Meet Them Where They Are

Talking about grief, loss, and sadness has not always been socially acceptable, even in the church. Some, like Hasel, are changing the norm, creating community and offering comfort for those walking one of the darkest paths of life. 

“It’s important that we are safe to be real within our church,” says Heidi Jones, hospice chaplain in Spokane, Washington. “Grief and loss are part of the human experience, and to notice and nurture only the happy parts of life is superficial. Jesus cared for the whole person; if our focus and reason for existing is Jesus, how can we ignore this part of reality?”

Jones serves as program coordinator for Renew Spokane, a collaboration of Adventist churches in the Spokane area. Renew Spokane operates through a pilot project grant provided by the General Conference Global Mission Urban Center. Through her work with hospice, Jones was sending a weekly email to support families processing loss, and as she continued to encounter grieving people both professionally and personally, she had an idea on how to connect those hurting people with Renew Spokane.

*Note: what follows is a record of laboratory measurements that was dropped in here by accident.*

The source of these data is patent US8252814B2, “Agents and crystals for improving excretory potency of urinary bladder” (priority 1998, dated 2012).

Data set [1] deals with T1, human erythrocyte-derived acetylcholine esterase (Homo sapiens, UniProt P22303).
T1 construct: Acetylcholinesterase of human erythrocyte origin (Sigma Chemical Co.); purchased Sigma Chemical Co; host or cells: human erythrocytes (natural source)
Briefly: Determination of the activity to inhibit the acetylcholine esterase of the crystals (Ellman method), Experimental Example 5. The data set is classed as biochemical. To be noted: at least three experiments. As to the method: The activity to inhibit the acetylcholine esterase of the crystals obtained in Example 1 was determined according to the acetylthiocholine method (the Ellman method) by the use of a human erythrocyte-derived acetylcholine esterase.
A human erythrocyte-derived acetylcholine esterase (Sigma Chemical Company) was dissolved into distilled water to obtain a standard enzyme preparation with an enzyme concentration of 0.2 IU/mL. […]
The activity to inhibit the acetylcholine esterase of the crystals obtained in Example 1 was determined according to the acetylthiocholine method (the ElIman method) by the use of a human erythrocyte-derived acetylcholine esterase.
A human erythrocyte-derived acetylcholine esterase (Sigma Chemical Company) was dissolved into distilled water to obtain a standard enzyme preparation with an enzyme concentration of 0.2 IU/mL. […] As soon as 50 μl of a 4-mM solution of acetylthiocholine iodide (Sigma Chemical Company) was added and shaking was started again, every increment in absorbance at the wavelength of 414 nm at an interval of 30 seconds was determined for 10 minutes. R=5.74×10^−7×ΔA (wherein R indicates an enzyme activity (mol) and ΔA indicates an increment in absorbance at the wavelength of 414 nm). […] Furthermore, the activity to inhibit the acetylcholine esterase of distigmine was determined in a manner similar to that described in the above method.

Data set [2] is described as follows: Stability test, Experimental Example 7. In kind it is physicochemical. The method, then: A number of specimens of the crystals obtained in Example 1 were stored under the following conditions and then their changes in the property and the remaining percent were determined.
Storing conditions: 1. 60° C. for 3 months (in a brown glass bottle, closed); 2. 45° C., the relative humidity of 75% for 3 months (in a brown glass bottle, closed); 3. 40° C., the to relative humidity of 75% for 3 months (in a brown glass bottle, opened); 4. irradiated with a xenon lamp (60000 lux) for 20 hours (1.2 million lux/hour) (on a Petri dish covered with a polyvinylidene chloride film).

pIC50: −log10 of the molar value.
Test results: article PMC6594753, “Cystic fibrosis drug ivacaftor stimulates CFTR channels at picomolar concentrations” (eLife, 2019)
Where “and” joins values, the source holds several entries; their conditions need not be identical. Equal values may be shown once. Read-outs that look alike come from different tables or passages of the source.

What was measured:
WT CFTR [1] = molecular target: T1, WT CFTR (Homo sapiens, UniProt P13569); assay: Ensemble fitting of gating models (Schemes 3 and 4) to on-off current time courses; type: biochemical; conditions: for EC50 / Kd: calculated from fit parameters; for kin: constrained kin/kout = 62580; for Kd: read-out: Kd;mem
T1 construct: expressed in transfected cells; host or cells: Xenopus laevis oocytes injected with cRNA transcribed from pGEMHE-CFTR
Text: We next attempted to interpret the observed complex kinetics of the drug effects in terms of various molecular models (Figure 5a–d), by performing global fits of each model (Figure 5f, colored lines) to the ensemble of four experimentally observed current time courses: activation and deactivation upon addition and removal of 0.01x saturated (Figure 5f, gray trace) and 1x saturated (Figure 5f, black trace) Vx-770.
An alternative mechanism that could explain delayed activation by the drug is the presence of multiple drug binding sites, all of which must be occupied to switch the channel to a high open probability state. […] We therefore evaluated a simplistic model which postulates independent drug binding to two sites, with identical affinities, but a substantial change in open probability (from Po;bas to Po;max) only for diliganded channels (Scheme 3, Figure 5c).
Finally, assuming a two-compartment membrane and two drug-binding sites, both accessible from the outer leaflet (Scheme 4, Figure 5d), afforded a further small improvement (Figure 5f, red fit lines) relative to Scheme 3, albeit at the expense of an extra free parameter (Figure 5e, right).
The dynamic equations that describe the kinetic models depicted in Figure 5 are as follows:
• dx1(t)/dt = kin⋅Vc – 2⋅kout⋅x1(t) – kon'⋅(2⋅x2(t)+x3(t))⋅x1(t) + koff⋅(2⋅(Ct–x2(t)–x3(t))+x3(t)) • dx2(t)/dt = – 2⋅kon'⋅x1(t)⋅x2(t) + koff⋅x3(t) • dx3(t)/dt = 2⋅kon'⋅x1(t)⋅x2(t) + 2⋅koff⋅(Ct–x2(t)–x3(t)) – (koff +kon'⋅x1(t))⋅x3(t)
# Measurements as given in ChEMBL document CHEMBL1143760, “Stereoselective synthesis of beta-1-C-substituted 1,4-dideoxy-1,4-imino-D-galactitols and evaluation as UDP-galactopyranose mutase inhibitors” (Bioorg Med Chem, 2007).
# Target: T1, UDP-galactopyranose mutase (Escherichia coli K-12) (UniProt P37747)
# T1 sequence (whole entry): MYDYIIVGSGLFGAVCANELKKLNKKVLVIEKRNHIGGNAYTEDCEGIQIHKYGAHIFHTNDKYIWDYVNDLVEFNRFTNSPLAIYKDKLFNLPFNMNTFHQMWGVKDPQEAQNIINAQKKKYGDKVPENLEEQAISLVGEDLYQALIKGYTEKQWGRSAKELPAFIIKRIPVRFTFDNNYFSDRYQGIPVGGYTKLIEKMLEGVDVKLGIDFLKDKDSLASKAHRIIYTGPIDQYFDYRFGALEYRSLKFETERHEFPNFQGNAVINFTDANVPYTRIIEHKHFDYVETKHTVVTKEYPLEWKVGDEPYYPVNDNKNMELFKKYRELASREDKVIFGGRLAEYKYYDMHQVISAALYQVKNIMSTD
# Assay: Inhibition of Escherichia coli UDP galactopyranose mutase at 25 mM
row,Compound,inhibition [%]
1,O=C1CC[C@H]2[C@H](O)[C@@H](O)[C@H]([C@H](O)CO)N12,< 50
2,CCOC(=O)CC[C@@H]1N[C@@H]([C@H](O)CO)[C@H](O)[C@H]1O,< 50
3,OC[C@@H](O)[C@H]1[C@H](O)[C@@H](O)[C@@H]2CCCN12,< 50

“I started thinking it would be good to have something specifically from the church to nurture those journeying through loss,” Jones says. So she created Peace, Be Still, a weekly e-devotional with content from people in different areas of expertise. Each issue includes a meditation thought provided by chaplains, pastors, grief counselors, or those who have experienced loss; a grief-related scripture promise; links to one or two encouraging songs; and a prayer.

“It started out in just our local churches,” Jones says. As word of mouth has spread, they have received requests from people in several states and even Canada. Currently more than 300 people receive Peace, Be Still.

“It’s helpful for those grieving to have support coming directly to them, especially if they just don’t feel ready to go somewhere for a support group or to meet with a grief counselor,” Jones points out. 

Acknowledging Sorrow

A particularly difficult time after loss is Christmas. While most of the world seems jolly and merry, those whose lives have been turned upside-down by loss feel they don’t fit in anywhere.